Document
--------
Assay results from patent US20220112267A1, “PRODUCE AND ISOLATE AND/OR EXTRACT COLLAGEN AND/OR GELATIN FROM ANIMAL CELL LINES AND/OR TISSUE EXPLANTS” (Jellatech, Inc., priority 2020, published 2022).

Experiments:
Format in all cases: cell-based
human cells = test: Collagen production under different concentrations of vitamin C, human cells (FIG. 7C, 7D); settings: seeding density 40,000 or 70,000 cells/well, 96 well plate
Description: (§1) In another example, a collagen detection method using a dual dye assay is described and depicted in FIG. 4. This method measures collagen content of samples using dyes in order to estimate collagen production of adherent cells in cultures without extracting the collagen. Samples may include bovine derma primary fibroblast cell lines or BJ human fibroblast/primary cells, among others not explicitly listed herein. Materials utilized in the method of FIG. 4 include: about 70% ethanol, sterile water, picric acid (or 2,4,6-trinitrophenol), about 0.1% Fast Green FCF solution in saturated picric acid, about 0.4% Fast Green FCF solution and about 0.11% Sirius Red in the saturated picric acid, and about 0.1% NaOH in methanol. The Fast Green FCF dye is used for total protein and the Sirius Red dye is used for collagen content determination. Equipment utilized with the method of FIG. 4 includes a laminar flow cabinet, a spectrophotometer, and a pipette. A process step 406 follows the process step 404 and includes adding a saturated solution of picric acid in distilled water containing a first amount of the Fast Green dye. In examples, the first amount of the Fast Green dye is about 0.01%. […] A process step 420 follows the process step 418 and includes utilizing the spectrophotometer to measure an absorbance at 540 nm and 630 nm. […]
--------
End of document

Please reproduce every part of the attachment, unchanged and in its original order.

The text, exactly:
Assay results from patent US20220112267A1, “PRODUCE AND ISOLATE AND/OR EXTRACT COLLAGEN AND/OR GELATIN FROM ANIMAL CELL LINES AND/OR TISSUE EXPLANTS” (Jellatech, Inc., priority 2020, published 2022).

Experiments:
Format in all cases: cell-based
human cells = test: Collagen production under different concentrations of vitamin C, human cells (FIG. 7C, 7D); settings: seeding density 40,000 or 70,000 cells/well, 96 well plate
Description: (§1) In another example, a collagen detection method using a dual dye assay is described and depicted in FIG. 4. This method measures collagen content of samples using dyes in order to estimate collagen production of adherent cells in cultures without extracting the collagen. Samples may include bovine derma primary fibroblast cell lines or BJ human fibroblast/primary cells, among others not explicitly listed herein. Materials utilized in the method of FIG. 4 include: about 70% ethanol, sterile water, picric acid (or 2,4,6-trinitrophenol), about 0.1% Fast Green FCF solution in saturated picric acid, about 0.4% Fast Green FCF solution and about 0.11% Sirius Red in the saturated picric acid, and about 0.1% NaOH in methanol. The Fast Green FCF dye is used for total protein and the Sirius Red dye is used for collagen content determination. Equipment utilized with the method of FIG. 4 includes a laminar flow cabinet, a spectrophotometer, and a pipette. A process step 406 follows the process step 404 and includes adding a saturated solution of picric acid in distilled water containing a first amount of the Fast Green dye. In examples, the first amount of the Fast Green dye is about 0.01%. […] A process step 420 follows the process step 418 and includes utilizing the spectrophotometer to measure an absorbance at 540 nm and 630 nm. […]